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Albert Einstein
German-born physicist; originator of the theory of relativity

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If my theory of relativity is proven correct, Germany will claim me as a German and France will declare that I am a citizen of the world. Should my theory prove untrue, France will say that I am a German and Germany will declare that I am a Jew.
-- Albert Einstein, 1929

Science without religion is lame, religion without science is blind.
-- Albert Einstein, 1941

The unleashed power of the atom has changed everything save our modes of thinking and we thus drift toward unparalleled catastrophe.
-- Albert Einstein, 1946

Gravitation cannot be held responsible for people falling in love. How on earth can you explain in terms of chemistry and physics so important a biological phenomenon as first love? Put your hand on a stove for a minute and it seems like an hour. Sit with that special girl for an hour and it seems like a minute. That's relativity.
-- Albert Einstein, 1949

The important thing is not to stop questioning. Curiosity has its own reason for existing. One cannot help but be in awe when he contemplates the mysteries of eternity, of life, of the marvelous structure of reality. It is enough if one tries merely to comprehend a little of this mystery every day. Never lose a holy curiosity.
-- Albert Einstein

My religion consists of a humble admiration of the illimitable superior spirit who reveals himself in the slight details we are able to perceive with our frail and feeble mind.
-- Albert Einstein

I do not believe in a personal God and have never denied this but have expressed it clearly. If something is in me which can be called religious then it is the unbounded admiration for the structure of the world so far as our science can reveal it.
-- Quoted in Helen Dukas and Banesh Hoffman, Albert Einstein, the Human Side (1979)

Nothing will benefit human health and increase the chances for survival of life on Earth as much as the evolution to a vegetarian diet.
-- Albert Einstein

Common sense is the collection of prejudices acquired by age eighteen.
-- Quoted by Lincoln Barnett, The Universe and Dr Einstein (1950)

Nationalism is an infantile sickness. It is the measles of the human race.
-- Quoted in Helen Dukas and Banesh Hoffman, Albert Einstein, the Human Side (1979)

Exaggerated respect for athletics, an excess of coarse impressions which the complications of life through the technical discoveries of recent years has brought with it, the increased severity of the struggle for existence due to the economic crisis, the brutalization of political life--all these factors are hostile to the ripening of the character and the desire for real culture, and stamp our age as barbarous, materialistic, and superficial. Specialization in every sphere of intellectual work is producing an ever-widening gulf between the intellectual worker and the non-specialist, which makes it more difficult for the life of the nation to be fertilized and enriched by the achievements of art and science.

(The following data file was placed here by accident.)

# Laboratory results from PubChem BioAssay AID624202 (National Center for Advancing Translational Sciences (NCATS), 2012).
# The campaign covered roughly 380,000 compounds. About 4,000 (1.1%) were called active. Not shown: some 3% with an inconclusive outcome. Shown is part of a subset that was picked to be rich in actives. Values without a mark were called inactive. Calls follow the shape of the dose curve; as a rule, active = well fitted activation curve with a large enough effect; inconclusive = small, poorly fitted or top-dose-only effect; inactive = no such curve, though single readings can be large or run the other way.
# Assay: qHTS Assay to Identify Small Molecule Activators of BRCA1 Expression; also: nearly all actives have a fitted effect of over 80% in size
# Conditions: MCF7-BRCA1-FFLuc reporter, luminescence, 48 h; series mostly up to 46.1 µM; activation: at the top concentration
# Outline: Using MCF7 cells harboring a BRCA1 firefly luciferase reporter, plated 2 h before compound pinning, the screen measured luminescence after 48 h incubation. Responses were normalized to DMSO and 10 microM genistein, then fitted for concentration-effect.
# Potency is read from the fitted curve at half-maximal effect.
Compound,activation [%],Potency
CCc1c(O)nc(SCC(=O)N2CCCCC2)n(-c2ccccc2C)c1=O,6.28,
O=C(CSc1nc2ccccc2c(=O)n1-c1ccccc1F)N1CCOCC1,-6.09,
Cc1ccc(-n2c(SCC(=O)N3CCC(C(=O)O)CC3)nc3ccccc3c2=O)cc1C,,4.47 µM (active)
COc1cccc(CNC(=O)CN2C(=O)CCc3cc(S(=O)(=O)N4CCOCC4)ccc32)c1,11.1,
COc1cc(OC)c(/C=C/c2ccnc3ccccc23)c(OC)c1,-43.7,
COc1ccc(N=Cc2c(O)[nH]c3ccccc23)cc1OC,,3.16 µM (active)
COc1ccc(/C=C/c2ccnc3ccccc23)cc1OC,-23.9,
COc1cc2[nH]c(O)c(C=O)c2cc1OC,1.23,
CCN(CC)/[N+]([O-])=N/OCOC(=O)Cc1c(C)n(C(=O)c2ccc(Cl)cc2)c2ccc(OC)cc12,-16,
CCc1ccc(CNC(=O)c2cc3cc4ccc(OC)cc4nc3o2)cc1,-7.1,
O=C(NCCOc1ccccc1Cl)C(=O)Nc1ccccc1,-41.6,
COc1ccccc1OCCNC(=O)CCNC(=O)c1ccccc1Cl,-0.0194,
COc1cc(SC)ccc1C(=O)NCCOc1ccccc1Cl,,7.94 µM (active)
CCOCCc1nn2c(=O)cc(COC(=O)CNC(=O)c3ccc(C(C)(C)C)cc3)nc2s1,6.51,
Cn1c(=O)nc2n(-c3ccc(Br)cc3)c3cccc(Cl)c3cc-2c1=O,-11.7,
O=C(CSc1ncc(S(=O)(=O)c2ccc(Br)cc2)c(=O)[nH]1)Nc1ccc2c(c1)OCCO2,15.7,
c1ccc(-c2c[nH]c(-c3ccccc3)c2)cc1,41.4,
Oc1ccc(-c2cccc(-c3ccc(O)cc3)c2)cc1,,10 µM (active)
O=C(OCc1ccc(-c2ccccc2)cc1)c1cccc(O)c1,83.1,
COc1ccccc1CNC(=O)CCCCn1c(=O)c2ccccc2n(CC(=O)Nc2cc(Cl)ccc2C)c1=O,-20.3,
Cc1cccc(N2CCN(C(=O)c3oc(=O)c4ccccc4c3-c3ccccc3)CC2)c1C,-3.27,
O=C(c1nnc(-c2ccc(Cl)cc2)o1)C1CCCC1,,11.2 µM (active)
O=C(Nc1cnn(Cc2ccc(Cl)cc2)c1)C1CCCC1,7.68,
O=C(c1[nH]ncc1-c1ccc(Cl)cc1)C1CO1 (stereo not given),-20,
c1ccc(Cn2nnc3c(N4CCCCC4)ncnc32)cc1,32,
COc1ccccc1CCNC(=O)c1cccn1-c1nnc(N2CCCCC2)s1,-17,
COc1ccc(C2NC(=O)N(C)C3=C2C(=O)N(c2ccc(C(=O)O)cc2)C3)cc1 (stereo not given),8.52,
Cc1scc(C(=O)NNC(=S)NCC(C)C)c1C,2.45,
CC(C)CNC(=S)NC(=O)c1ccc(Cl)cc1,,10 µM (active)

But contact between the intellectual and the masses must not be lost. It is necessary for the elevation of society and no less so for renewing the strength of the intellectual worker; for the flower of science does not grow in the desert.

-- Albert Einstein, from "Congratulations to Dr. Solf", in: The World As I See It, translated by Alan Harris (New York. Philosophical Library, 1949), pp. 20-21.

Development of Western science is based on two great achievements: the invention of the formal logical system (in Euclidean geometry) by the Greek philosophers, and the discovery of the possibility to find out causal relationships by systematic experiment (during the Renaissance). In my opinion one has not to be astonished that the Chinese sages have not made those steps. The astonishing thing is that those discoveries were made at all.

-- Letter to J.S. Switzer, April 23, 1953

It would be possible to describe everything scientifically, but it would make no sense. It would be a description without meaning—as if you described a Beethoven symphony as a variation of wave pressure.

-- Albert Einstein, as quoted in The New Quotable Einstein, collected and edited by Alice Calaprice, with a foreword by Freeman Dyson (Princeton, NJ, Princeton University Press, 2005), p. 247. That book in turn drew the quote from: Max Born, Physik im Wandel meiner Zeit, (Braunschweig, Vieweg,

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The selection of the above quotes and the writing of the accompanying notes was performed by the author David Paul Wagner.

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